Success for Tamil Tigers in EU Blacklist Protest

     (CN) – The European General Court conditionally removed Sri Lankan separatist group the Liberation Tigers of Tamil Eelam from an EU terrorism blacklist Thursday, citing the lack of an independent assessment of India’s handling of the group.
     In 2006, the European Council placed the Tamil Tigers on its terror blacklist, freezing the group’s assets in the EU. It has remained on the list ever since, with EU lawmakers relying on assessments by the British and Indian governments.
     The Tigers fought their inclusion on the blacklist, however, claiming the conflict with the Sri Lankan government had been an “armed conflict” subject only to international humanitarian law and not anti-terror legislation.
     Reliance on India’s decisions to justify the blacklisting also required analysis, the group claimed.
     In a decision Thursday, the EU’s lower court held that EU anti-terrorism law includes armed conflicts like the one the Tigers waged against the Sri Lankan government for over 25 years, during that country’s civil war.
     But the Luxembourg-based court chastised the EU Council for not thoroughly examining whether the Indian government had given the Tamil Tigers the right of due process before defining them as a terrorist group.
     “The council must, before acting on the basis of a decision of an authority of a third state, carefully verify that the relevant legislation of that state ensures protection of the rights of defense and a right to effective judicial protection equivalent to that guaranteed at EU level,” the court wrote. “In addition, there cannot be evidence showing that the third state in practice fails to apply that legislation.”
     If there is, the government cannot be considered a “competent authority” for the purposes of terror blacklisting, the court said. Britain’s involvement in the assessment also did not adequately ensure due process for the Tamil Tigers, the court added.
     “That is particularly so because the grounds for the contested regulations make no mention of Indian provisions, in particular the Prevention of Terrorism Act,” the ruling states. “The defense indicates, but a posteriori before the court, that they were relevant since they determined the procedure applicable to the proscription of groups regarded as infringing the Indian laws on illegal activities. That lacuna in the statement of reasons for the contested regulations confirms the lack of a thorough examination, which is particularly important in the case of decisions of authorities of third states.”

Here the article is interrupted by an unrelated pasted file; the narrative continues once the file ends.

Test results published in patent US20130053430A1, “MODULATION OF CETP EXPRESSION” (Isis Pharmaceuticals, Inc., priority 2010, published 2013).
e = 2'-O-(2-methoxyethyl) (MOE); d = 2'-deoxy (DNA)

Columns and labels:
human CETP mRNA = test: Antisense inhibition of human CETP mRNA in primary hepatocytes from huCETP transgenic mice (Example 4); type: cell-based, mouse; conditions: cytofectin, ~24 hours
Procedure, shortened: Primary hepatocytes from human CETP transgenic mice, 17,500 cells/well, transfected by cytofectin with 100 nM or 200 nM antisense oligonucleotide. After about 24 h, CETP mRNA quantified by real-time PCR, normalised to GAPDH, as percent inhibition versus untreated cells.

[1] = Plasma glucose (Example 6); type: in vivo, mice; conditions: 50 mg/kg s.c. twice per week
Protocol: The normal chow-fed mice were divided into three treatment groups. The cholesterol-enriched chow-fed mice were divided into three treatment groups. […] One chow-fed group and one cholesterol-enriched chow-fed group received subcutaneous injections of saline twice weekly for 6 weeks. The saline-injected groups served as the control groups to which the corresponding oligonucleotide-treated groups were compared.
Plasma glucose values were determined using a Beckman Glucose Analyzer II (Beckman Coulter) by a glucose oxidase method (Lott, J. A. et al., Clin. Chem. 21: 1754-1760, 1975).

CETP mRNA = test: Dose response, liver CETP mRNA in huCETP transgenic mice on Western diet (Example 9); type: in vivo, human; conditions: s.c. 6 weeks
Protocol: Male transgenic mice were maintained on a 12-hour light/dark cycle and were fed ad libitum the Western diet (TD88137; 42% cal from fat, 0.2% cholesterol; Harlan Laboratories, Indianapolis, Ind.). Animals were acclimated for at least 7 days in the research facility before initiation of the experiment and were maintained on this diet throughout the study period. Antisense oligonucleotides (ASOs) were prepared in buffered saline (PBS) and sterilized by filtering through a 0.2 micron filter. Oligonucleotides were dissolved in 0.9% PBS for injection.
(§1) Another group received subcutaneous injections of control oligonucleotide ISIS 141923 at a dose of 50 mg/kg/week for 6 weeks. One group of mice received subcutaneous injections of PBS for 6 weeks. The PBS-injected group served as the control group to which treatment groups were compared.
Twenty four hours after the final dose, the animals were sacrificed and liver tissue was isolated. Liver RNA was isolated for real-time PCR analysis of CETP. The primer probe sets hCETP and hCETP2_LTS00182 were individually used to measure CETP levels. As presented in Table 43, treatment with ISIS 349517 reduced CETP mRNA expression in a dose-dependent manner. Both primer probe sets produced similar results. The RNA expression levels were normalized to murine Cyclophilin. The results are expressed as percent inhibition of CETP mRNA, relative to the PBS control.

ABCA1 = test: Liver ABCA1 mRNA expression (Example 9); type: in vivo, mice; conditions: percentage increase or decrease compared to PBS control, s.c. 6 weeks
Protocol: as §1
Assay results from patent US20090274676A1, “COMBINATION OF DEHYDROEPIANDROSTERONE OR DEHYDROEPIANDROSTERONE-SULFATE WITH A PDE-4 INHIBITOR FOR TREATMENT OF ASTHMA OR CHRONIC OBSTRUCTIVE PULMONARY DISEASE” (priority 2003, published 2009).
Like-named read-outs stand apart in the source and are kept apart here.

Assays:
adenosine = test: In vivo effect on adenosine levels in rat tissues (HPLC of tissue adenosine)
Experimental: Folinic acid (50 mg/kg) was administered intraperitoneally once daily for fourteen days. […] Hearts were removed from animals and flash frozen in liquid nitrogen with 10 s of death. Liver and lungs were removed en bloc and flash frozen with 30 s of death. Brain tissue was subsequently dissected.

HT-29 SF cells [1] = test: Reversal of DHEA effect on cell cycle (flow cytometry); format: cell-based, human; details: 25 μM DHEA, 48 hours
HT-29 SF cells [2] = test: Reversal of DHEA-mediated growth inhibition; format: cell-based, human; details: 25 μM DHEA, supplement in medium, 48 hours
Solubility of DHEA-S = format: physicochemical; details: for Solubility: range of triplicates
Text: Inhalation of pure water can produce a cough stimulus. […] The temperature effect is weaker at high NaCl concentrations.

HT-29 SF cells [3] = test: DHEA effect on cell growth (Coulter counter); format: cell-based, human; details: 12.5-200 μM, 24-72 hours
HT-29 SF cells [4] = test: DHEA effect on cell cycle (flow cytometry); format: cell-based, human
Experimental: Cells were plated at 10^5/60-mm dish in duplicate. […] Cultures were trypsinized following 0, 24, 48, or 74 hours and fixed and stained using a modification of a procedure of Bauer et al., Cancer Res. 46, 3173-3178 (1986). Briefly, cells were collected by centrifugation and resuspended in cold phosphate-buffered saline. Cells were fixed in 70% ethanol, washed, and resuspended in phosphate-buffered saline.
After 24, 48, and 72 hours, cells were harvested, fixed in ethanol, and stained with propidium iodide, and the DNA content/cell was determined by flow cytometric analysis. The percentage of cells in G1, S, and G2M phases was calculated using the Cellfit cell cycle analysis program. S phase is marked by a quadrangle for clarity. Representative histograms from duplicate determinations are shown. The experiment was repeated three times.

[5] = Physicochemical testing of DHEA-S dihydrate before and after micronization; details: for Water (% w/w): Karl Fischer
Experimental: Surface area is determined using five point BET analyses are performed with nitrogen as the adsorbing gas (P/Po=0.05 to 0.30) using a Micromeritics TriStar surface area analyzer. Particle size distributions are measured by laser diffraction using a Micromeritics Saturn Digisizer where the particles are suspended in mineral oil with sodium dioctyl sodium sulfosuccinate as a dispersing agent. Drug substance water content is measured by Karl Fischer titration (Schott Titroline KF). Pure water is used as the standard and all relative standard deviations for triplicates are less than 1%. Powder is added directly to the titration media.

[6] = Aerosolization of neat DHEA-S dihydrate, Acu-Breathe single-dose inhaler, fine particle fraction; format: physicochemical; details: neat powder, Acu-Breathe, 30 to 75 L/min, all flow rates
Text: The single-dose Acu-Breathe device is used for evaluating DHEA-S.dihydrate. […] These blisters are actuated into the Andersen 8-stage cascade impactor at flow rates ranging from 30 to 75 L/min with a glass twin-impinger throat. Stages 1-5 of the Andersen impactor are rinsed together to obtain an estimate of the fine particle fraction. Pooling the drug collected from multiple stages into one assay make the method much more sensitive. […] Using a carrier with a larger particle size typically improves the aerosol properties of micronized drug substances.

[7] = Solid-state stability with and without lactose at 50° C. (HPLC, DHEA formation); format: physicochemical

Even worse, EU lawmakers have justified the Tigers’ continued blacklisting on decades-old information and “information that the council derived from the press and the Internet,” the court continued.
     Keeping the blacklist in place while the council reassessed the situation, the court declined to weigh in on whether the Tamil Tigers should still be considered a terrorist organization.
     “The court stresses that those annulments, on fundamental procedural grounds, do not imply any substantive assessment of the question of the classification of the Tamil Tigers as a terrorist group within the meaning of EU law,” the 21-page opinion states.
     The U.S. government first designated the group as a foreign terrorist organization in 1997. In 2001, the State Department deemed the Tamil Tigers a “specially designated global terrorist.”
     Sri Lankan forces defeated the group in 2009, although it remains nominally active on the Internet.

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